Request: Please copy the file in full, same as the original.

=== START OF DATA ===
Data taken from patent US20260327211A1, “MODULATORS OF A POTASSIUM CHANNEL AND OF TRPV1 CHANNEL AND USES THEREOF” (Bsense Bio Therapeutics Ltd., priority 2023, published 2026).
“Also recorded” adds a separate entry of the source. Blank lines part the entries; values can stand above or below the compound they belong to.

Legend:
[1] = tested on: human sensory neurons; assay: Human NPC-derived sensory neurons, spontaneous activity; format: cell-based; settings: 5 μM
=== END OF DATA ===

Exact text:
Data taken from patent US20260327211A1, “MODULATORS OF A POTASSIUM CHANNEL AND OF TRPV1 CHANNEL AND USES THEREOF” (Bsense Bio Therapeutics Ltd., priority 2023, published 2026).
“Also recorded” adds a separate entry of the source. Blank lines part the entries; values can stand above or below the compound they belong to.

Legend:
[1] = tested on: human sensory neurons; assay: Human NPC-derived sensory neurons, spontaneous activity; format: cell-based; settings: 5 μM